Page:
I get your thinking, but, alas, what you propose doesn't work except by accident. First, the Barnes bullet is harder than a jacketed bullet. Harder means the pressure will be a bit higher as the bullet goes into the lands of the rifling, and that will change the powder burn characteristic making it tend to peak higher and sooner. Even where that pressure difference isn't enough to cause a safety issue, it will shorten the barrel time of the bullet, and that will change the relationship between muzzle exit and barrel "vibration". It can walk you right off a sweet spot.
There is a reason you lower your powder charge at least 5% and work back up while watching for pressure signs
any time you change a component, and that includes changing bullets. Even if their weight is the same, their hardness and exact diameter and bearing surface lengths often are not, so they don't work with the powder charge identically.
That brings up the second problem, which is the Barnes bullet is less dense than jacketed bullets. That means it will be longer than a similarly shaped jacketed bullet. The greater length causes two issues:
First, if you use the same COL as for a same-weight jacketed counterpart, the base is sticking deeper into the case. That subtracts from the powder space, which raises pressure even before you try to get this harder bullet into the throat.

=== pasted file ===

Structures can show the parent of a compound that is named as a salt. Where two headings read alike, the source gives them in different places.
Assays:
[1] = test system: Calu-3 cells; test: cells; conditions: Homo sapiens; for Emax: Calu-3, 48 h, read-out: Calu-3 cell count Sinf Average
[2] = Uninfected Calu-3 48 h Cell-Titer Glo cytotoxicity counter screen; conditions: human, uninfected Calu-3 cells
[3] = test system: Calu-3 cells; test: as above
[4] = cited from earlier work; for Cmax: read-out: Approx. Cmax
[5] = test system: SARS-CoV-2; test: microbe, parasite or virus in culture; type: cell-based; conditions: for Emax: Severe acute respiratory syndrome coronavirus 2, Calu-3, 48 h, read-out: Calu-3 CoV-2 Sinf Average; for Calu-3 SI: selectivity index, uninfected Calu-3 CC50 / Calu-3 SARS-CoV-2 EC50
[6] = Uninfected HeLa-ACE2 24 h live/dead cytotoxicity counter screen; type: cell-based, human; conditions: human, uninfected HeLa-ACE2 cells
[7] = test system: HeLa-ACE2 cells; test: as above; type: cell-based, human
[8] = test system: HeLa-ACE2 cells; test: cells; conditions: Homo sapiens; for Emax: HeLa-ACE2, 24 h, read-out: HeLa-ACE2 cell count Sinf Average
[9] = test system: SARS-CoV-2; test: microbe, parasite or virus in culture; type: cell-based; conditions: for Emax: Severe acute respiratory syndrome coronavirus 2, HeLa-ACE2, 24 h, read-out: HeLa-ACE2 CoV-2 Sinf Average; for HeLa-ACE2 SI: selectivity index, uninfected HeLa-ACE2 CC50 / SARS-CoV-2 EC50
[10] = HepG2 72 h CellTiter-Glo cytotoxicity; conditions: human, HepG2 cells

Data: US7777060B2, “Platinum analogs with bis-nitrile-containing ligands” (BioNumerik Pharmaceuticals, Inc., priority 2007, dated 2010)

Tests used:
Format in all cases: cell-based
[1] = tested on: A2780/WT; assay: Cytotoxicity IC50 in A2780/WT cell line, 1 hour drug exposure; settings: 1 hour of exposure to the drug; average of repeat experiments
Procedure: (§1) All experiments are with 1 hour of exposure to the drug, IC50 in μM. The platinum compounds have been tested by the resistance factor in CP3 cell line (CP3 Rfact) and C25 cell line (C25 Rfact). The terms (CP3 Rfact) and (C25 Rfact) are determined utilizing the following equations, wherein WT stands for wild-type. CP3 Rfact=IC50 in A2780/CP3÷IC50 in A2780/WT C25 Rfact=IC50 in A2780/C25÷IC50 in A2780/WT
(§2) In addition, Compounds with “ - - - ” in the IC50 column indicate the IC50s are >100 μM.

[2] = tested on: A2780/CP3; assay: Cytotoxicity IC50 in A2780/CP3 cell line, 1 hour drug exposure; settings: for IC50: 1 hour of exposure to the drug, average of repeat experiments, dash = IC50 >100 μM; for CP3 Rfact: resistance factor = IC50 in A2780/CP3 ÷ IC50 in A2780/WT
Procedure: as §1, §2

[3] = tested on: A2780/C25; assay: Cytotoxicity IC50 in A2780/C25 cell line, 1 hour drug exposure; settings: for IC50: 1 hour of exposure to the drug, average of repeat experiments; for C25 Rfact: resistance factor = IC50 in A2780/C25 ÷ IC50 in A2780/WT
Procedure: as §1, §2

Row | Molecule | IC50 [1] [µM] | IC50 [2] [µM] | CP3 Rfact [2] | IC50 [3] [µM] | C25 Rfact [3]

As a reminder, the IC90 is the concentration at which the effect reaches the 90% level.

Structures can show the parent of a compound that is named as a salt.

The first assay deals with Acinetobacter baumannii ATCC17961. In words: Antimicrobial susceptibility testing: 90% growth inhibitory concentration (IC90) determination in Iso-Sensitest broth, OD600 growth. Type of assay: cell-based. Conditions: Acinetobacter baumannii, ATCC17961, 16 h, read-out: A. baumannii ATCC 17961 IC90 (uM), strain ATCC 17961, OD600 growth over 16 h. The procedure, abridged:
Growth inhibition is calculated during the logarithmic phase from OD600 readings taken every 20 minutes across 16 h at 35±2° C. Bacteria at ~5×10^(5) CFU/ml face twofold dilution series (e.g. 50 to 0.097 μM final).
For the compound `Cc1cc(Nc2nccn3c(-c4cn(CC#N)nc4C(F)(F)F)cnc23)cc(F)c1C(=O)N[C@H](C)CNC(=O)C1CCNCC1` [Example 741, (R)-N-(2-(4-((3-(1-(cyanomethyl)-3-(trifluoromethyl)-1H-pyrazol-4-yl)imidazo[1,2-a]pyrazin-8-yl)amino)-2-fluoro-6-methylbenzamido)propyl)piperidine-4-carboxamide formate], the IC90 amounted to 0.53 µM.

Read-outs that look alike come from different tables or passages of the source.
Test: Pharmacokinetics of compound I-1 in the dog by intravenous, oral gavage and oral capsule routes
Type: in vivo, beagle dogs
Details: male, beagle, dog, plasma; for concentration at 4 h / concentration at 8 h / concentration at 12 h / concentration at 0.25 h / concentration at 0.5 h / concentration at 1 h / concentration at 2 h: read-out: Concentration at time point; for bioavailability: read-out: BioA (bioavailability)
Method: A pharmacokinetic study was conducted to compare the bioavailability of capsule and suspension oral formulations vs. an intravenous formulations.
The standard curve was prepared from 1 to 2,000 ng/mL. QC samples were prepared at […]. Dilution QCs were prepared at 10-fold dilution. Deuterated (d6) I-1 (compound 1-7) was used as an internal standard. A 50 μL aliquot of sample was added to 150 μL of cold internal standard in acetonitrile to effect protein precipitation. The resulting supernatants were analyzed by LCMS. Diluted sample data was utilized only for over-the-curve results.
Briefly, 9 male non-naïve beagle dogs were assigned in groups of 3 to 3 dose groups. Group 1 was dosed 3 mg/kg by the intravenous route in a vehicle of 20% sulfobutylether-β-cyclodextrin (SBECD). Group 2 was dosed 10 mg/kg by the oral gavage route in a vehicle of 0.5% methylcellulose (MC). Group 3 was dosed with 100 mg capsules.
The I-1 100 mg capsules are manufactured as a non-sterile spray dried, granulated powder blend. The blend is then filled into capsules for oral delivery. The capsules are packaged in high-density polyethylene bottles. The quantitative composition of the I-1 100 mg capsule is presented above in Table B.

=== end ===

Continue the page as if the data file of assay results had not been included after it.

Second, greater length will make the bullet less stable for a given rifling twist rate. If your .30-06 has the usual 10" twist, you've got plenty of spin for the Barnes TSX, but you need to be aware it will take longer to go to sleep than the shorter same-weight jacketed bullet. This will make it harder to get a good group at short ranges, like 100 yards, but it may compare very favorably at 300 yards.
In general, for short range precision, coaxiality (low measured bullet runout) of the finished cartridges and optimum seating depth will be more important to getting the long, lower density bullet to do well. Unfortunately, there is no substitute for testing with your actual bullet that will get your actual bullet to shoot well other than by felicity.
Regarding measuring seating depths, there are a number of methods. You can get considerable convenience using the Hornady LNL Overall Gage with a caliper, but it's not a requirement. To start out without one, remove the rifle bolt and push a bullet into the throat of the rifle with your finger, or push it in with the eraser end of a pencil. Hold it in place while, from the muzzle end, you insert a 1/4" wood dowel in until it lightly finds the tip of the bullet. Mark the dowel flush with the muzzle. (Many use a pencil, but a single-edge razor blade flush with the muzzle is more precise.)
Next, repeat the above using a loaded round at your usual seating depth that you push in with your finger. Mark the dowel again. The space between the two marks is how much seating depth you have to play with.
If you seat out to actually touch the lands (assuming your freebore isn't too long to let you do that), your powder charge will need to be about 10% lower because of the pressure increase that causes. Pressure gets higher either when a bullet is too deep or when it gets too near the lands, so finding best seating depth should be done with a low charge first, then adjust the charge up for best accuracy later.